Community helps family after house fire out of ‘kindness of their hearts’


photo courtesy of Chad Plumley

The fire damaged Chad Plumley’s home (right) on Sunday evening and destroyed his neighbors home (center), where it originated.


It’s the kindness of strangers that a Marshall student said affected her most after her dad lost his home to a fire March 10.

“Little girls brought us blankets…some guy who my dad said didn’t look like he had a lot took out his wallet and was like ‘Can I give you money?’” said Maizie Plumley, a senior anthropology major.

These were people that the Plumleys had either never met or never had a strong relationship with, she said.

Friends and neighbors jumped into action the night of the fire to help Chad Plumley, owner of the home, salvage what hadn’t been burned or suffered water damage, the daughter said.

“The outreach that we got was incredible. It was insane,” she said.

The daughter said three houses were involved in the fire: a vacant house, a next-door neighbor’s house and Plumley’s home. The middle house had been cooking with the window open when the kitchen caught fire and the fire spread to Plumley’s home.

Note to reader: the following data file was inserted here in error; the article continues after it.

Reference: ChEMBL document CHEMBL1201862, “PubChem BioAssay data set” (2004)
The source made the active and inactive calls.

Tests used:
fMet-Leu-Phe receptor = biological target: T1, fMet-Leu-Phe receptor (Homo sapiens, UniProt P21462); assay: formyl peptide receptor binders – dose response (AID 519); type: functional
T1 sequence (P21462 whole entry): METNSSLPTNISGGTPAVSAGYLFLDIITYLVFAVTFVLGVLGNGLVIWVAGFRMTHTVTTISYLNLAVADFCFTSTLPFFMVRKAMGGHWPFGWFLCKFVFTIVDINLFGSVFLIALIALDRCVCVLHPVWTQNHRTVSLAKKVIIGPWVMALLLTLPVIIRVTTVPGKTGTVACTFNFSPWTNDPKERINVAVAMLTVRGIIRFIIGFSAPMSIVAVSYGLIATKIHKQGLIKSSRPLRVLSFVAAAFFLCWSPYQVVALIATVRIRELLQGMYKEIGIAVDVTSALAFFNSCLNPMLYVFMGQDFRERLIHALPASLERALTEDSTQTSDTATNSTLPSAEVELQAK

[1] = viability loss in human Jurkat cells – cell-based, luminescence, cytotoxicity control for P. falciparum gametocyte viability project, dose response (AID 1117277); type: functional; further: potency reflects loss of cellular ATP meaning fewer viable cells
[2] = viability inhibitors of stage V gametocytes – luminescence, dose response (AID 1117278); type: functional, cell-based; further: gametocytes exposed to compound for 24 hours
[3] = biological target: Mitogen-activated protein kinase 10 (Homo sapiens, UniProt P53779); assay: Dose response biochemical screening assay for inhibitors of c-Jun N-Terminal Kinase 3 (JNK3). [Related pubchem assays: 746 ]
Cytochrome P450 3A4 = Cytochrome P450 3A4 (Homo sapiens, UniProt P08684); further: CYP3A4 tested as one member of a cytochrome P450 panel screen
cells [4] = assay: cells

The daughter said once they were able to enter her father’s home, they realized that they would be fine.

“I’ve never experienced a situation like this before so I didn’t know how people in Huntington could come together to help make a situation manageable,” she said.

A GoFundMe was set up the day following the fire by Bryan Chambers, a friend of the family, to help the father get back on his feet.

“Starting the GoFundMe was the easiest and quickest way I could do something to help him and his family,” Chambers said.

The “Plaid Dad (Chad Plumley)” GoFundMe has a goal of $7,500 and, within three days of its launch, $6,619 of that goal had been donated by 111 people.

“I’m not the least bit surprised by the support he’s received, because he’s one of the most genuine, friendly and caring people I know,” Chambers said.

The Plumleys are trying to keep track of all who have helped out, but so many have offered a hand that it can be difficult to keep count, Maizie Plumley said.

“People are doing this out of the kindness of their hearts,” Maizie Plumley said. “They aren’t doing it because they feel like they should.”

Going forward, she said her family is going to try to form deeper relationships with those who have helped.

“The heart of these people is what matters,” Maizie Plumley said.

Makaylah Wheeler can be contacted at [email protected]